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London-based Guardian News and Media is introducing a redesign of its U.S. website on Wednesday that gives marketers a broader canvas for not only banner ads but also content-marketing products. Nissan is sponsoring the rollout with a website takeover beginning Monday for its Leaf electric car. That campaign doesn't include native ads, but Guardian executives said branded content is likely coming soon to the redesigned U.S. site.
"We're trying to bring elegance back into marketing," said Carter Brokaw, executive VP-commercial at Guardian U.S. "People come to us for content and we want to create a platform where marketers can share their content."
The Guardian's move to encourage sponsored content comes after another U.K. newspaper, the Daily Mail, hired BuzzFeed's Jon Steinberg in June to serve as its CEO for North America. Mr. Steinberg immediately got to work selling native ads, which seek to mimic editorial content. Mr. Steinberg has even put Daily Mail journalists to work cranking out content for advertisers.
Both the Guardian and Daily Mail, which have run U.S. sites for the past several years, are trying to elbow their way into the American media market, which is awash in ad dollars but crowded with competition. In July, the Guardian tapped Eamonn Store as CEO of its U.S. operations, poaching him from media agency MEC, where he was president of agency development.
The way for U.K. brands like the Guardian and the Daily Mail to break through in the U.S. is to introduce a unique point of view, said Gian LaVecchia, managing partner-digital content marketing at media agency MEC.
The Daily Mail has sought to win the celebrity and entertainment space. The Guardian, meanwhile, has extended its reputation as a left-leaning media outlet with a mix of hard-hitting stories on the U.S. government's spying efforts -- it shared a Pulitzer Prize with The Washington Post this year for its coverage of the government surveillance programs leaked by Edward Snowden -- as well as coverage of the arts.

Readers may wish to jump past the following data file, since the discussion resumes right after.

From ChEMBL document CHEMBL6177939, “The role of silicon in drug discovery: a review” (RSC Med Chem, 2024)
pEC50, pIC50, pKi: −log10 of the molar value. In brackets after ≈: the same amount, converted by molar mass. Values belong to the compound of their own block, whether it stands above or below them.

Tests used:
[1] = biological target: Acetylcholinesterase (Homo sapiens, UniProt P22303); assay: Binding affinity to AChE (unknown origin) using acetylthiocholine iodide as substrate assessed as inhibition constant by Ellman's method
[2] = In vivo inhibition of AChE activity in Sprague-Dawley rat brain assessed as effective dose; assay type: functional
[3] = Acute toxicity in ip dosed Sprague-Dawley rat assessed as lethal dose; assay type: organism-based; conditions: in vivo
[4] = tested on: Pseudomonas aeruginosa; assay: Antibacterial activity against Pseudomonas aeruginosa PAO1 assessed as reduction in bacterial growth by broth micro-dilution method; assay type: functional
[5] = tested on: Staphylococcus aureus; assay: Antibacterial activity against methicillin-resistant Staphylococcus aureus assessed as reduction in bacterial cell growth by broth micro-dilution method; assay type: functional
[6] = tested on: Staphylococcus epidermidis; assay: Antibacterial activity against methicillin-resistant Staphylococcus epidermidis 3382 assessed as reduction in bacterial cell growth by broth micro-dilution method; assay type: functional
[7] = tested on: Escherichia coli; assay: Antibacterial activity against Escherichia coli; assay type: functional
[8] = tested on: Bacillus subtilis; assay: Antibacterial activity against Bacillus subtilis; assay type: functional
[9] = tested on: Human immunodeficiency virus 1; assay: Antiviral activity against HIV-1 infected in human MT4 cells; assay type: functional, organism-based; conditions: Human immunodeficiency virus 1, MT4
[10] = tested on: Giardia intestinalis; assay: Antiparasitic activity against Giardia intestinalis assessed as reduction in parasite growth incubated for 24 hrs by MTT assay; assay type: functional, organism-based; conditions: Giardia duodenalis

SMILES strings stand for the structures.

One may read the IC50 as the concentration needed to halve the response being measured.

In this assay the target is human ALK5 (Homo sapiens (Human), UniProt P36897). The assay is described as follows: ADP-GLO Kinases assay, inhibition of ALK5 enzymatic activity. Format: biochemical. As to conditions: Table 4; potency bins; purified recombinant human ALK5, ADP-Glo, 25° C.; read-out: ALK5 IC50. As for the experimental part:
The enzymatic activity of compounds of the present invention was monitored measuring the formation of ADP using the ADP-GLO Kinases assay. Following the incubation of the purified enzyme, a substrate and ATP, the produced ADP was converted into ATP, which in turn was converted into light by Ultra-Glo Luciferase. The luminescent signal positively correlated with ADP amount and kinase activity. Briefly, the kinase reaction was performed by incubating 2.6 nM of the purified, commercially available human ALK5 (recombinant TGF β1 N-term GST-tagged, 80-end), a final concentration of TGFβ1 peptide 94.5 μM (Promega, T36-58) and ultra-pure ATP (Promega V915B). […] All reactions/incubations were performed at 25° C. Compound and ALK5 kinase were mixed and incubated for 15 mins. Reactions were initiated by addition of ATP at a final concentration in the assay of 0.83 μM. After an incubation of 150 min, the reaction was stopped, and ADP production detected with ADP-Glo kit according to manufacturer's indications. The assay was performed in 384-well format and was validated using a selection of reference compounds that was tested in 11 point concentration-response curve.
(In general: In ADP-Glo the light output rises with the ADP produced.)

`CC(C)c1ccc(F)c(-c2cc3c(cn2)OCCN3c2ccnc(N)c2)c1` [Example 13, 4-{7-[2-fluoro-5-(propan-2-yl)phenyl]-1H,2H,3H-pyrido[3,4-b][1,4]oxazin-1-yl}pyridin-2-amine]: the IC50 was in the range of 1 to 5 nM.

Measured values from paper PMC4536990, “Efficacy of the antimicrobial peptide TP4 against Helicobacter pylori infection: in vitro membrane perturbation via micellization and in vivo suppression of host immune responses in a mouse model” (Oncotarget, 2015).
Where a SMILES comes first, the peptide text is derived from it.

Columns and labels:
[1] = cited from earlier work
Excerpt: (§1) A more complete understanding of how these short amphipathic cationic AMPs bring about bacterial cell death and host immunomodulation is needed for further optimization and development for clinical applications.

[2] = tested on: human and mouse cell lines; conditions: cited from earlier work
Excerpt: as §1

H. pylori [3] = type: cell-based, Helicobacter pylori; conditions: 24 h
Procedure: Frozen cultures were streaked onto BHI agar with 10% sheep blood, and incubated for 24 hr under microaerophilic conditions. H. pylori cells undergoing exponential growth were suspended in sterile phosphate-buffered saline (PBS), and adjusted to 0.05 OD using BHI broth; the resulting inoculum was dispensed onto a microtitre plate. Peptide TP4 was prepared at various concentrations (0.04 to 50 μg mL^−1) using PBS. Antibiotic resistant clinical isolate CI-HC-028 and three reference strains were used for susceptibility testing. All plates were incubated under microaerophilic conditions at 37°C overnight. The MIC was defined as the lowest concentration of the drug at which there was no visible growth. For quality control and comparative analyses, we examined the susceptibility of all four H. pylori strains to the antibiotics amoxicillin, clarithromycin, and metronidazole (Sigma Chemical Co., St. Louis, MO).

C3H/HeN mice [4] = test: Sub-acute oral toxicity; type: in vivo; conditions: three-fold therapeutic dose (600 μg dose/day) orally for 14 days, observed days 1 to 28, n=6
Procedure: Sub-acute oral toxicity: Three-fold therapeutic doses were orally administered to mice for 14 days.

"Native as an ad model makes perfect sense," Mr. LaVecchia added. "It allows them to leverage their best assets, which is storytelling."
The Guardian's redesign is responsive, meaning it looks pretty on desktop as well as mobile devices. It also organizes its U.S. homepage according to zones that reflect the "user journey" instead of coverage areas like tech or business, according to Wolfgang Blau, director of digital strategy at Guardian News and Media. So top headlines are included in one zone, long-form stories in another and so on.
Brands will have the opportunity to take over one of these zones -- which span the width of the homepage -- with large banner ads or with content, according to Mr. Brokaw. "It gives us incredible agility and flexibility from not only an editorial perspective but also a commercial perspective," he said. "We haven't had that before."
The Guardian, which introduced its U.S. homepage in 2011, has attracted a large digital audience in the U.S., with unique visitors across desktop and mobile devices reaching 26.6 million in September, a 31% increase over the previous year, according to ComScore.
Although the Guardian has posted sharp operating losses, revenue has grown, particularly in digital, which comprises one-third of total sales. Last year, revenue at Guardian News Media, which includes the Guardian and its digital assets as well as the Sunday Observer newspaper, was £210.2 million, a 7% increase over the previous year.
So far, U.S. revenue is up more than 100% this year, according to Mr. Carter, who declined to elaborate.